Financial Times staff “rejoiced” at the news that the Nikkei group would be their new owner, according to Ken Doctor of the Nieman Foundation. Lionel Barber, editor of the Financial Times, called his analysis “thoughtful and informed” in a Tweet so we can assume this is true. As Doctor points out, if the acquirer had been Bloomberg or Thomson Reuters or Dow Jones, then there would be immediate talk of synergies and integration, euphemisms for job losses and asset stripping. I am sure it will turn out to be no different to other Japanese acquisition processes I have been involved with, whereby the senior European executives are pleasantly surprised (and later, frustrated) by the lack of overt intervention by their new parent.
FT journalists are undoubtedly going to be worried by the perception that the Nikkei journalistic culture is more respectful and less investigative than the FT. Much has been made of how the FT broke the Olympus scandal first, and the Nikkei was slow to take it up. Of course the FT broke the Olympus scandal first because Michael Woodford contacted an FT journalist first (and that will, in any country, make other publications sniffy about touching it). Actually it was not the FT that broke the scandal, it was Facta magazine – a weekly which is outside the Japanese press club system, founded by a former Nikkei journalist who was frustrated that the Nikkei would not publish his investigative work. So yes, the Nikkei newspaper is the official front of Japanese business news, and benefits accordingly from previews of financials and ‘kite flying’ of new initiatives, in return for which it is not overly critical. However the Nikkei group is much bigger than just the newspaper – and has a whole range of magazines which heavily scrutinise the Japanese corporate and political world. It takes business and economics very seriously, and in that sense is a good fit for the FT.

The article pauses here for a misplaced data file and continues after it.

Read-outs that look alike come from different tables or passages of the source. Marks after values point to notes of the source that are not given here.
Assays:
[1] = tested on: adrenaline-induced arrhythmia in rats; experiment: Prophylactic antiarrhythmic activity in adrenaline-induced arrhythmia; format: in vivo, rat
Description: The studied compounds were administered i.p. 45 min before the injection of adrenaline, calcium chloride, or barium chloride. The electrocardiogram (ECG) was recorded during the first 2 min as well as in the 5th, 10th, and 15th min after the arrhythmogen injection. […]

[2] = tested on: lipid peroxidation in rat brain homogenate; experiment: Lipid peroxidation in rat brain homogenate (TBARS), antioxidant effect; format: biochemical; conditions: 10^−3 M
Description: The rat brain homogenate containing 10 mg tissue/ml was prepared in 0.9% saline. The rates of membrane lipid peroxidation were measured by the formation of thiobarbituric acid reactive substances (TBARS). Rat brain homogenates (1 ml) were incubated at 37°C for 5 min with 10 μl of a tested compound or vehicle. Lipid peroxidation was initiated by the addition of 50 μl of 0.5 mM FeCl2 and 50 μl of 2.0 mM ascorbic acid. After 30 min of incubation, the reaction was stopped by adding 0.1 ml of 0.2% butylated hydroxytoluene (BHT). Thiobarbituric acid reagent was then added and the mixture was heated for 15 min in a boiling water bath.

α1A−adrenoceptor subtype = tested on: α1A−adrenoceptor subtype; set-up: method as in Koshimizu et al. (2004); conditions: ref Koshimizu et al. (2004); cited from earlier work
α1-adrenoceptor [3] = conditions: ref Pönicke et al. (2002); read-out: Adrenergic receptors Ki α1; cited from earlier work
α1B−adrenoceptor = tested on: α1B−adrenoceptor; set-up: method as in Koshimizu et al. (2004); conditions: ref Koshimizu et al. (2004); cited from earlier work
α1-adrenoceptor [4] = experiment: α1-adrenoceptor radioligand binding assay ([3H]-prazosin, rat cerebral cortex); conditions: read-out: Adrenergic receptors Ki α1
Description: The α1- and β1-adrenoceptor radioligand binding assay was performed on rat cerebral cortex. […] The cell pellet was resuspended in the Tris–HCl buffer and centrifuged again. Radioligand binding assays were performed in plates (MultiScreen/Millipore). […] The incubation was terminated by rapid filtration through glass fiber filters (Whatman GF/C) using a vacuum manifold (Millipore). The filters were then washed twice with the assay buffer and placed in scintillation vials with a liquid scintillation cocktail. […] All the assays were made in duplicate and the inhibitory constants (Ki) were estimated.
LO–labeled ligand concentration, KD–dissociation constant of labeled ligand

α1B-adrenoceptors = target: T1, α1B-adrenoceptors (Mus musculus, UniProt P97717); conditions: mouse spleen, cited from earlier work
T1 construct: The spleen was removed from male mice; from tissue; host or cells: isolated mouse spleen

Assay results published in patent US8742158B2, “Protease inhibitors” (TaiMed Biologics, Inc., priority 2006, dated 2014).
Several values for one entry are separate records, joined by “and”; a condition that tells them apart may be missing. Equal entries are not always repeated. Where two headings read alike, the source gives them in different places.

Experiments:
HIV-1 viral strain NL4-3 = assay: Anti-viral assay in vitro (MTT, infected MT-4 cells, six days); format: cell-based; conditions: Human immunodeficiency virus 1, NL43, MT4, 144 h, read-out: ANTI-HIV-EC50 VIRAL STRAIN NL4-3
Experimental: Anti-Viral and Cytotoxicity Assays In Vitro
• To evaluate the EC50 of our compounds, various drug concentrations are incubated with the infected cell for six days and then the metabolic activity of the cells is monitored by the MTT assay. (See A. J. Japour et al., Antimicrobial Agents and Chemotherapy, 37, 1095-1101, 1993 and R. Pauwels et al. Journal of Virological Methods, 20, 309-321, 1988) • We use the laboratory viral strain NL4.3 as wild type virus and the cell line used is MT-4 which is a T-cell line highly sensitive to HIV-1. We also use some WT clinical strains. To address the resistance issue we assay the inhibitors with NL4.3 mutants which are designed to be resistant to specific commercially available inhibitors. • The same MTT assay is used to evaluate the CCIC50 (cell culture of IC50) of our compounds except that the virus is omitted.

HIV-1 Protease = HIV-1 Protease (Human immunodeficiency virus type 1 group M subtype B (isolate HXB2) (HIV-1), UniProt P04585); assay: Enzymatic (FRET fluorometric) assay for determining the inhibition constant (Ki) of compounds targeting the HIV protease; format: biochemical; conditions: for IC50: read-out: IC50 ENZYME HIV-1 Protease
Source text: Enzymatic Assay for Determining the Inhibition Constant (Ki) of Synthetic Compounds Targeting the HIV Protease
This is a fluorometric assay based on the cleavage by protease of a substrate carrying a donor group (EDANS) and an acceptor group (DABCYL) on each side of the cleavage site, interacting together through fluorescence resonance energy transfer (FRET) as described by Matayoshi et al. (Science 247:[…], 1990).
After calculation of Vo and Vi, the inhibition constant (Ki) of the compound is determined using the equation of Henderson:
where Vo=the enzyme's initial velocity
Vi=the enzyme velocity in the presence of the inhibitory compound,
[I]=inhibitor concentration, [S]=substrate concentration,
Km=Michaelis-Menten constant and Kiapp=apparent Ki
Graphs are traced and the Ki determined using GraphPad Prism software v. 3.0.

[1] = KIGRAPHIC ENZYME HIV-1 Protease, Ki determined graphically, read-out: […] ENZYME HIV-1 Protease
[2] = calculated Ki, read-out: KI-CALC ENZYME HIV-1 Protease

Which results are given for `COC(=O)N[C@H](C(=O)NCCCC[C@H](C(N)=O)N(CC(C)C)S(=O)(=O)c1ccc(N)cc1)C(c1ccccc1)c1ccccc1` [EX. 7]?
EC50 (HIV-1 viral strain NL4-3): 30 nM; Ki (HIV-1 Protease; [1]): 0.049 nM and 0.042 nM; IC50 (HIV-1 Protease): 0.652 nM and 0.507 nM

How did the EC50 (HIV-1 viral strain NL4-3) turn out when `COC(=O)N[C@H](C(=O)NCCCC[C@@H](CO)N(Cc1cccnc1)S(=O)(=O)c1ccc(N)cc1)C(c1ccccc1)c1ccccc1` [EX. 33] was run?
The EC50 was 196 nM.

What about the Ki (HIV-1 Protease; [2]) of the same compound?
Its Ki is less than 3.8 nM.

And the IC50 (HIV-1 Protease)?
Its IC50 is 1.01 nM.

The fact that the Nikkei was able to come in at the last minute with a significantly higher offer than Axel Springer shows that this was a long considered option by Nikkei executives. Yes, Japanese companies are notorious for being slow decision makers, but if the decision has been pre-cooked through discussions amongst a core group, they can move fast. This was the explanation I gave to Lehman MDs in one of the post integration seminars I delivered in an intense few weeks in 2008/9 and indeed it turned out that a group of executives at Nomura had been discussing the possibility of acquiring a major US institution for six years.
The FT and the Nikkei have been collaborating since 2013, covering licensing, syndication (there are always articles by the FT and Economist in the excellent weekly Nikkei Business magazine), events, China business etc. As a consequence, Doctor says the relationship between FT CEO John Ridding and Nikkei executives is better than that between FT executives and the CEO of Pearson.
Whether a multiple of over 40x earnings is excessive (and I recall during my MBA courses that earnings multiples were contemptuously dismissed as a way of valuing a company) is not going to be a key issue for the Nikkei, unless they end up heavily in debt or taking on onerous UK pension obligations, which does not seem to be the case this time.
Again, just like other Japanese acquisitions, this is going to be primarily about the Nikkei taking a bold move to address the lack of growth arising from a stagnating, maturing Japanese domestic market, and also a hope that the FT will provide the global jinzai (global human resources) and multinational management skills that Japanese companies feel they lack if they want to expand globally.
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